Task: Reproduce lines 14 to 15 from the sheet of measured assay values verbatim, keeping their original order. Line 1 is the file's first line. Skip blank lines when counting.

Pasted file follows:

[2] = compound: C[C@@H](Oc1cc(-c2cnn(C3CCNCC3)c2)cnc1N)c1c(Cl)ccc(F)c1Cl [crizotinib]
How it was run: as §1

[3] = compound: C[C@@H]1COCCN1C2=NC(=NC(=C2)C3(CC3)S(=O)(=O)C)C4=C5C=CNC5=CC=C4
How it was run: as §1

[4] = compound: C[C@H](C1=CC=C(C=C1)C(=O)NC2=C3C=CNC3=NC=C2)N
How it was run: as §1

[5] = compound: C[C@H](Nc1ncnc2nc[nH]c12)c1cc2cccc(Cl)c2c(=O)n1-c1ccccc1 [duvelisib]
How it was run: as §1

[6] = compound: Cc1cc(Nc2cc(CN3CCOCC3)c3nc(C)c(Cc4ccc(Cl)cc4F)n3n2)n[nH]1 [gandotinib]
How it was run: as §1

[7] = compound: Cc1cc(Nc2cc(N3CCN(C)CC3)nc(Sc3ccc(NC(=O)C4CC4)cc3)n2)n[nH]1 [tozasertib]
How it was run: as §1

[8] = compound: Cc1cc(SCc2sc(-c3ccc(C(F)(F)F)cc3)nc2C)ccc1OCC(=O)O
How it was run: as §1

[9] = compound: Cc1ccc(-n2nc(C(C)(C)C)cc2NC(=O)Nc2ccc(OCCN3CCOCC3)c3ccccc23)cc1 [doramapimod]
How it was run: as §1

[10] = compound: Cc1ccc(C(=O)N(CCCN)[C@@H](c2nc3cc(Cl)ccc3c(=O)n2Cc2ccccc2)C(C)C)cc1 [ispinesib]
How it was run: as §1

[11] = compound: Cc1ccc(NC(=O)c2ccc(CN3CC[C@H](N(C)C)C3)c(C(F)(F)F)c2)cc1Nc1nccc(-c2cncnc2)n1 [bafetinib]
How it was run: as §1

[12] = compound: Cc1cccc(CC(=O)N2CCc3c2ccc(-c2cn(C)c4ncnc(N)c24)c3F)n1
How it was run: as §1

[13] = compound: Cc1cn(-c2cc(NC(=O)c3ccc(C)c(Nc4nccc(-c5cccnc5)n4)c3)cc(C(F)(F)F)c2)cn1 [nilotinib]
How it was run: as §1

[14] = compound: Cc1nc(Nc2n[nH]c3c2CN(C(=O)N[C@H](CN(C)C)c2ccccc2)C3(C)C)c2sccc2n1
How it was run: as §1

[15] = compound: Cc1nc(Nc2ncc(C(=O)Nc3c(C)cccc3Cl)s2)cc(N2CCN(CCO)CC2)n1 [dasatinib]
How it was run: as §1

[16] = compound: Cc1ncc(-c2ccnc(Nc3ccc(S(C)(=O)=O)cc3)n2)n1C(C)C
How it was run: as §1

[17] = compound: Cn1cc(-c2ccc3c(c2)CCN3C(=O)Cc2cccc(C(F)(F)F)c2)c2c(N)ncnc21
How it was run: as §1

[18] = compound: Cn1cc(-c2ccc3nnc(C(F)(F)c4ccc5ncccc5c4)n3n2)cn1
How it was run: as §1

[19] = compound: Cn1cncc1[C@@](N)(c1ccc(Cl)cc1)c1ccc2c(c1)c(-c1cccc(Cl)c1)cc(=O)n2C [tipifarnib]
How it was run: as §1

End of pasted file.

How it was run: as §1

[9] = compound: Cc1ccc(-n2nc(C(C)(C)C)cc2NC(=O)Nc2ccc(OCCN3CCOCC3)c3ccccc23)cc1 [doramapimod]